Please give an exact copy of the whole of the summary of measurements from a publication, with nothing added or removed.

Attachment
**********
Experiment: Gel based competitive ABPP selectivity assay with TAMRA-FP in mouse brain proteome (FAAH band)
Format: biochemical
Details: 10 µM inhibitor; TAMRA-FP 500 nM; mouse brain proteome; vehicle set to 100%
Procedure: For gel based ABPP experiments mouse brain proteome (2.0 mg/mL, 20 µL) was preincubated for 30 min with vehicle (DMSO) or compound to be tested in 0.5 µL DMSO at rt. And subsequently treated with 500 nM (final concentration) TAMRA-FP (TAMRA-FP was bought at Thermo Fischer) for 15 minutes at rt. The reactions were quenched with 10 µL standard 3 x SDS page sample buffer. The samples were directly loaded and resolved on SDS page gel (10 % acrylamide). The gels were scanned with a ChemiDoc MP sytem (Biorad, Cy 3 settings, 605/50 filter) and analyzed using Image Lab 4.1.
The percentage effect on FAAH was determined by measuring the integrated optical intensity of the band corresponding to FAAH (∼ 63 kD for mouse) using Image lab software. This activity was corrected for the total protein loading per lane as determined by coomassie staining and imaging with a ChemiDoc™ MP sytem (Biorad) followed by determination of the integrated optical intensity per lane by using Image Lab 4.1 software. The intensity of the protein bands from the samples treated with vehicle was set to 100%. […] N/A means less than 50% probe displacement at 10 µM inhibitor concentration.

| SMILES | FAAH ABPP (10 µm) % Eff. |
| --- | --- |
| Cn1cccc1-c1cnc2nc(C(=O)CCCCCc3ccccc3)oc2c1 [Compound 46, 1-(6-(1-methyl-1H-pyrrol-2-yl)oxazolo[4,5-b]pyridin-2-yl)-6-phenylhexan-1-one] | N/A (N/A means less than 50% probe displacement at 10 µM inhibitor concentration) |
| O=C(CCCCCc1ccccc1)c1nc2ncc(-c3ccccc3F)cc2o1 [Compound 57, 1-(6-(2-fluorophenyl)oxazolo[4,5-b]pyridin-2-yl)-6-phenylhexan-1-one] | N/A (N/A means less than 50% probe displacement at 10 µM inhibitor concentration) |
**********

Experiment: Gel based competitive ABPP selectivity assay with TAMRA-FP in mouse brain proteome (FAAH band)
Format: biochemical
Details: 10 µM inhibitor; TAMRA-FP 500 nM; mouse brain proteome; vehicle set to 100%
Procedure: For gel based ABPP experiments mouse brain proteome (2.0 mg/mL, 20 µL) was preincubated for 30 min with vehicle (DMSO) or compound to be tested in 0.5 µL DMSO at rt. And subsequently treated with 500 nM (final concentration) TAMRA-FP (TAMRA-FP was bought at Thermo Fischer) for 15 minutes at rt. The reactions were quenched with 10 µL standard 3 x SDS page sample buffer. The samples were directly loaded and resolved on SDS page gel (10 % acrylamide). The gels were scanned with a ChemiDoc MP sytem (Biorad, Cy 3 settings, 605/50 filter) and analyzed using Image Lab 4.1.
The percentage effect on FAAH was determined by measuring the integrated optical intensity of the band corresponding to FAAH (∼ 63 kD for mouse) using Image lab software. This activity was corrected for the total protein loading per lane as determined by coomassie staining and imaging with a ChemiDoc™ MP sytem (Biorad) followed by determination of the integrated optical intensity per lane by using Image Lab 4.1 software. The intensity of the protein bands from the samples treated with vehicle was set to 100%. […] N/A means less than 50% probe displacement at 10 µM inhibitor concentration.

| SMILES | FAAH ABPP (10 µm) % Eff. |
| --- | --- |
| Cn1cccc1-c1cnc2nc(C(=O)CCCCCc3ccccc3)oc2c1 [Compound 46, 1-(6-(1-methyl-1H-pyrrol-2-yl)oxazolo[4,5-b]pyridin-2-yl)-6-phenylhexan-1-one] | N/A (N/A means less than 50% probe displacement at 10 µM inhibitor concentration) |
| O=C(CCCCCc1ccccc1)c1nc2ncc(-c3ccccc3F)cc2o1 [Compound 57, 1-(6-(2-fluorophenyl)oxazolo[4,5-b]pyridin-2-yl)-6-phenylhexan-1-one] | N/A (N/A means less than 50% probe displacement at 10 µM inhibitor concentration) |